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Daughter of Smoke and Bone
Contributor(s): Taylor, Laini
ISBN: 0316134023     ISBN-13: 9780316134026
Publisher: Little Brown & Co
    OUR PRICE: $18.00  
Product Type: Hardcover - Other Formats
Published: September 2011
Qty:
Annotation: Seventeen-year-old Karou, a lovely, enigmatic art student in a Prague boarding school, carries a sketchbook of hideous, frightening monsters--the chimaerae who form the only family she has ever known.
Additional Information
Library of Congress Subjects:
Supernatural; Fiction.
Chimera (Greek mythology); Fiction.
Mythology, Greek; Fiction.
Dewey: [Fic]
LCCN: 2010045802
Lexile Measure: 850
Academic/Grade Level: Grade 10-12, Age 15-18
Series: Daughter of Smoke and Bone
Book type: Juvenile Fiction
Physical Information: 9.50" H x 6.50" W x 1.50" (1.44 lbs) 418 pages
Accelerated Reader Info
Quiz #: 146487
Reading Level: 5.8   Interest Level: Upper Grades   Point Value: 16.0
Scholastic Reading Counts Info
Quiz #: Q55315
Reading Level: 5.5   Interest Level: Grades 9-12   Point Value: 23.0
 
Descriptions, Reviews, Etc.

Contributor Bio(s): ini Taylor is the author of the National Book Award finalist Lips Touch, as well as the novels Blackbringer, which Kirkus said "belongs at the top of everyone's fantasy must-read list," and Silksinger. She lives in Portland, Oregon with her husband, illustrator Jim Di Bartolo, and their daughter, Clementine.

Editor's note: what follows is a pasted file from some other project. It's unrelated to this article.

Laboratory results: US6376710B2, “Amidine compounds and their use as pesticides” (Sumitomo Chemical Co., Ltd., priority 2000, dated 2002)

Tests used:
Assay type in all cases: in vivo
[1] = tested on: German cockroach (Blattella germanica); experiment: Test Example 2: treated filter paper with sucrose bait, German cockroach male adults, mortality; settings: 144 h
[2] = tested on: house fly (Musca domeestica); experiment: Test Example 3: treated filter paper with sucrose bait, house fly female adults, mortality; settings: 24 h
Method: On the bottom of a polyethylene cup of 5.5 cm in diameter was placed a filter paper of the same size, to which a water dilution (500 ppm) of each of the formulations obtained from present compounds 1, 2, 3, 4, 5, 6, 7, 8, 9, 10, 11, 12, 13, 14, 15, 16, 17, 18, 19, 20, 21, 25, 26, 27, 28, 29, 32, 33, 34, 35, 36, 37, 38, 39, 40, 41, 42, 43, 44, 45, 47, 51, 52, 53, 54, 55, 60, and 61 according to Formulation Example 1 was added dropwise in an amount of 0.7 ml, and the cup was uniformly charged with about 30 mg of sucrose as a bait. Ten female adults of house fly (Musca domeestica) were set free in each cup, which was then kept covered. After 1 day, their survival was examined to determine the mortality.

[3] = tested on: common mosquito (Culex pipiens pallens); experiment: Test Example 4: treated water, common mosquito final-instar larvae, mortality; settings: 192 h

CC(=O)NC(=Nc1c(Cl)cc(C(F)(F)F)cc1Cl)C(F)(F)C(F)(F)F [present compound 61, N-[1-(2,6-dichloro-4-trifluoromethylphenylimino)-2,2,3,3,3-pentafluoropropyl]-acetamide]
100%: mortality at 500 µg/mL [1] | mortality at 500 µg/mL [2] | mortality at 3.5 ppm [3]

Reviewed by Horn Book Guide Reviews (Horn Book Guide Reviews 2012 Spring)
Except for blue hair and an air of secrecy, art-student Karou is a seemingly normal teenager. No one knows that the creatures from Karou's sketchbook--the chimaera--are her family. Taylor builds a fantasy realm with mythic creatures, human desires, and battles of biblical scale. Taut plotting moves Karou's quest briskly along while developing deeper mysteries, leaving readers both satisfied and eagerly anticipating a sequel. Copyright 2012 Horn Book Guide Reviews.